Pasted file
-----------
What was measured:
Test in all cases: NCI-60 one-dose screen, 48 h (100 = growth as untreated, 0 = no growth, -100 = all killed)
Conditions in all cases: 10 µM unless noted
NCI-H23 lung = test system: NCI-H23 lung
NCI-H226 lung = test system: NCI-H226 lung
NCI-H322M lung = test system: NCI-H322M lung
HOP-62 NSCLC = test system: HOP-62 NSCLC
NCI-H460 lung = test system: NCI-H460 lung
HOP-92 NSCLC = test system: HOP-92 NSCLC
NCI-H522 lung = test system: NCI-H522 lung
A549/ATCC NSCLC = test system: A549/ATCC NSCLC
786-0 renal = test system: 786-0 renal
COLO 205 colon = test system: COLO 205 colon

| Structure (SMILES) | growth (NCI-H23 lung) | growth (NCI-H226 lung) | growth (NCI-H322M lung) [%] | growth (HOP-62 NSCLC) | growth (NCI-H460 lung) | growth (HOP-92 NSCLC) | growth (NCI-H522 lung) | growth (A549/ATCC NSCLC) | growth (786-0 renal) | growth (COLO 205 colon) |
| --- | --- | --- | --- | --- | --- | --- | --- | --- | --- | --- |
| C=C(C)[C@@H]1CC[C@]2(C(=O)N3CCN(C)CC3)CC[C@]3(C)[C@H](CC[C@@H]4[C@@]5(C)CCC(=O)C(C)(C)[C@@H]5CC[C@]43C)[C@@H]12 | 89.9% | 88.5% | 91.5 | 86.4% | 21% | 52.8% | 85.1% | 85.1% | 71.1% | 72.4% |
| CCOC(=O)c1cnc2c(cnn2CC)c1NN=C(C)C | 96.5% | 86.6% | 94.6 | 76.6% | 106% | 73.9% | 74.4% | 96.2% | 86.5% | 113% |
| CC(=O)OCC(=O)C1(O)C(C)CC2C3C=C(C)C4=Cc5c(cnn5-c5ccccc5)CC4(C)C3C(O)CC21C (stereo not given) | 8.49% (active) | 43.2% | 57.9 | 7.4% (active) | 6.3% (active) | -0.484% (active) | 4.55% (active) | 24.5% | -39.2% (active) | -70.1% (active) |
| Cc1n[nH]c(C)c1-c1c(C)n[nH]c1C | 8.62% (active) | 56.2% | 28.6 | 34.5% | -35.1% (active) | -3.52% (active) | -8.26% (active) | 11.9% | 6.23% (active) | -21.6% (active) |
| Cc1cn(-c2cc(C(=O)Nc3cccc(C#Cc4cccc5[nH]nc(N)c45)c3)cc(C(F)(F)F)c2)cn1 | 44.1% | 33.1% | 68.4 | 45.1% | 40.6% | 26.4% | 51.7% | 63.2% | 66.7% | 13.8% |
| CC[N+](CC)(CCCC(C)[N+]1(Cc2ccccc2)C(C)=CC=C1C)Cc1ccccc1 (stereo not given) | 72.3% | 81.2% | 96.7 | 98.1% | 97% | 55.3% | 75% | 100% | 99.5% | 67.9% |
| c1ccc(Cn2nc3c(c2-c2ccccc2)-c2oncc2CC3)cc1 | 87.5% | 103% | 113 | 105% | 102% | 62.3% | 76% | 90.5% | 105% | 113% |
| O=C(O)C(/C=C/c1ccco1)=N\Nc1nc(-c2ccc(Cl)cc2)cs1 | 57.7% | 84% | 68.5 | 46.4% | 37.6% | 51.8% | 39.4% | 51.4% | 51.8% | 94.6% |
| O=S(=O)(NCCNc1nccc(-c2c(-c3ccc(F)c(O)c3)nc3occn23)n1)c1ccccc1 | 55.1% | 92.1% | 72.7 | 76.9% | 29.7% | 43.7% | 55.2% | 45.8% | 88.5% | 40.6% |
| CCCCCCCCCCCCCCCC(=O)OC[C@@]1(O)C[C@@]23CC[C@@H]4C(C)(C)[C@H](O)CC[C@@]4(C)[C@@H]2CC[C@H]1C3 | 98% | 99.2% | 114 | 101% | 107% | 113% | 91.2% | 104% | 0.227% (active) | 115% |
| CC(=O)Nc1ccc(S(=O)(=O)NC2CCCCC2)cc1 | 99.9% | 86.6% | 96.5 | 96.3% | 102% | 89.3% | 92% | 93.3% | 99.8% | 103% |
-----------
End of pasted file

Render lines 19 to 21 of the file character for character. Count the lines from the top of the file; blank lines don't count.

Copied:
| Cc1n[nH]c(C)c1-c1c(C)n[nH]c1C | 8.62% (active) | 56.2% | 28.6 | 34.5% | -35.1% (active) | -3.52% (active) | -8.26% (active) | 11.9% | 6.23% (active) | -21.6% (active) |
| Cc1cn(-c2cc(C(=O)Nc3cccc(C#Cc4cccc5[nH]nc(N)c45)c3)cc(C(F)(F)F)c2)cn1 | 44.1% | 33.1% | 68.4 | 45.1% | 40.6% | 26.4% | 51.7% | 63.2% | 66.7% | 13.8% |
| CC[N+](CC)(CCCC(C)[N+]1(Cc2ccccc2)C(C)=CC=C1C)Cc1ccccc1 (stereo not given) | 72.3% | 81.2% | 96.7 | 98.1% | 97% | 55.3% | 75% | 100% | 99.5% | 67.9% |